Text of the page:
Topic: Case snake god
June 17, 2019 / By Ulrica Question:
Here's a list of arguments (in some cases even evidence) against the existence of god.
Which one do you think is best? (if unlisted please specify)
Lack of agreement: The many faiths are not in universal agreement about many of the fundamental principles of god. This entails a lack of foundation upon which their premises are derived.
Lack of evidence: There is no testable evidence to show the existence of any of the popular gods, evidence which would make all reasoning people agree that there is a god. Just one ‘I am up here’ message written in space for all the earth’s inhabitants to read (and in every language) would suffice.
Ungodly god: All popular religions portray their gods in temperament and in actions as being very like man with human emotions such as anger and jealousy, and thus not very god-like.
Ungodly demands: The religions all have their gods requiring behaviours of man that would not be required by a god; namely, building ornate temples, praising him constantly, prayers, chanting and various other acts claimed to be pleasing to their gods. Such activities are just what one would expect priests to require of their followers.
Ungodly actions by god: They have their god doing ungodly things like partaking in or affecting the outcome of battles, striking people down (including innocent children), creating a hell for non-believers, heretics, and other bad people, causing natural disasters and making diseases.
False history: Their accounts of history in the sacred writings have numerous conflicts with the archaeological evidence. Any system which will deceive for the sake of benefits is not worthy of any respect.
Uninspired ‘inspired’ writings: Their conception of events in the sacred writings is what we would expect of a pre-scientific people. They have demon-possessing people, talking snakes, witches, gods deciding which side would win a battle, striking people down, and so on.
Conflicts with reason: Reason creates expectations about what a long-lived, super-intelligent being would be like and require of man, but the portrayal in the sacred writings is in conflict with these expectations.
Sphere of god is imaginary: To claim that god is transcendental and incorporeal, thus beyond the material realm is to place their god beyond in the realm of imagination. To invent a category of transcendental, capable of existing in the spirit realm and the material realm doesn’t prove that there is such a being, or that there is a spiritual realm. It is just necessary to create it to justify the beliefs.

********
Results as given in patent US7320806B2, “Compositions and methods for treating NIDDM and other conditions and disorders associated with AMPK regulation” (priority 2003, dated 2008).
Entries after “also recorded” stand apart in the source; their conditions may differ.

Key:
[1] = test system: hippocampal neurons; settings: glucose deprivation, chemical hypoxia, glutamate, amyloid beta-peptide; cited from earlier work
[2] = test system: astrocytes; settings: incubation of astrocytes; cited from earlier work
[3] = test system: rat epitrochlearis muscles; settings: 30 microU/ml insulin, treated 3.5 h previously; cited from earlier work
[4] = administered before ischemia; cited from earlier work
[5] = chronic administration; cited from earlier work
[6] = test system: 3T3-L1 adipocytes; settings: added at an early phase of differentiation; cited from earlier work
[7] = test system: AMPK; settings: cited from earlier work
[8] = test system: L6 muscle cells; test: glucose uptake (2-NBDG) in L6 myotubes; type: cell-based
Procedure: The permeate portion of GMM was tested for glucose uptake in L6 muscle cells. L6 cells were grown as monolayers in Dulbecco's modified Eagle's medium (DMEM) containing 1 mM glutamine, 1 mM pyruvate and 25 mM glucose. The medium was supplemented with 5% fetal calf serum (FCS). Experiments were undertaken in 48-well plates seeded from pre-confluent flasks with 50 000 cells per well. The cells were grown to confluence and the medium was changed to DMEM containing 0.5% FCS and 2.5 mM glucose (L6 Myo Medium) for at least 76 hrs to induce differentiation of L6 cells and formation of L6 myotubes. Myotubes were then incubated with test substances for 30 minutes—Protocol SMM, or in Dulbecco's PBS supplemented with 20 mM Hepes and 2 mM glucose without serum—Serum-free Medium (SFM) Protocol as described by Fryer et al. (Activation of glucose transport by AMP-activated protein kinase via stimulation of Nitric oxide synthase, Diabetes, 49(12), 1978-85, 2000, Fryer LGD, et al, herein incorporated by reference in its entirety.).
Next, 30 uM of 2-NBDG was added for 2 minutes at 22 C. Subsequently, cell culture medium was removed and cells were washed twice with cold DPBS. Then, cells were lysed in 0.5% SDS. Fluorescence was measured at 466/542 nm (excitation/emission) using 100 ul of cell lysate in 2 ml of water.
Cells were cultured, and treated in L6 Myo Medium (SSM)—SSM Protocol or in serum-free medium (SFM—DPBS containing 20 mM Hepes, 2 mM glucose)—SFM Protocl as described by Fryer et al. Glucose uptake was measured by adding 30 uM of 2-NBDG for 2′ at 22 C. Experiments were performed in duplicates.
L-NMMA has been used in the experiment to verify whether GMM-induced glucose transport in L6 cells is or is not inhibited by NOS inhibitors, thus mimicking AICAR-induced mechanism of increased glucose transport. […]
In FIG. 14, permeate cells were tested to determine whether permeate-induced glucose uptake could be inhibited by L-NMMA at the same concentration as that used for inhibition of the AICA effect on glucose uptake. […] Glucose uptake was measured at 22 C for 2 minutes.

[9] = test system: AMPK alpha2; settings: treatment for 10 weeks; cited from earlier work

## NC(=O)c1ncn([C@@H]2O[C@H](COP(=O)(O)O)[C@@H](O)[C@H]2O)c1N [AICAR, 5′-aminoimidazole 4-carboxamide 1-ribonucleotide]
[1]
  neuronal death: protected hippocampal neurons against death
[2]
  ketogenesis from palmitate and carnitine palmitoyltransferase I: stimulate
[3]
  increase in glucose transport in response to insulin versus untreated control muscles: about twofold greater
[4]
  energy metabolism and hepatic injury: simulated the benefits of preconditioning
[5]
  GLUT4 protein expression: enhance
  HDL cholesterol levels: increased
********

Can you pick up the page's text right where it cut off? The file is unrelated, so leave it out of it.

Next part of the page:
Harm: Religions have promoted wars, torture, genocide, repression of liberties, repression of natural sexual behavior and supported (and continue to support) class societies with their exploitation of the lower classes.
False and pernicious morality: By holding that the pleasures of sex is sinful, except when done within the confines of marriage and by considering it better to serve churches than to serve mankind by prohibiting safe sex practices, the followers of gods have promulgated a false morality.
Claims of religion necessary for us to know good and evil: By claiming that mankind requires a god belief to be able to live moral, decent lives is a myth. Humans have, as all primates, evolved to be kind towards others in their ‘group’ and to be intolerant and untrusting of those outside their group. Goodness and kind acts towards others has been demonstrated to actually be pleasurable to us.
@imn: valid points. lets not forget that the burden of evidence lays with the one making the claim.
Sarahjeanne | 7 days ago
Lack of Evidence.
That is the only one that is empirical.
All others are valid, but ultimately philosophical in nature.
and add to that the flip side of the evidence coin:
Copious evidence counter-indicating.
While it is impossible to 'prove' a negative, it can be said that for every religious assertion as to the nature of 'god', there is massive amounts of empirical evidence that counters the assertion.
None of those provide anything against a god. People believe in a god because they want to, pretty damn simple. Whether it exists or not is beyond argument. Likewise with a magical rainbow unicorn who poops on people to heal them, there is nothing a human can say to prove it doesn't exist.
They're all strong proof, however I think the lack of evidence speaks for itself. If there was a god (like most religions make out to be) then there would most likely be some form of proof.
The "best" one depends on the situation I guess.
E.g.: you can't proof god - reply: you can't disprove god either. (eyes rolling) -> there you can use the argument of ungodly acts by a god, etc.
Besides, they are all good arguments IMO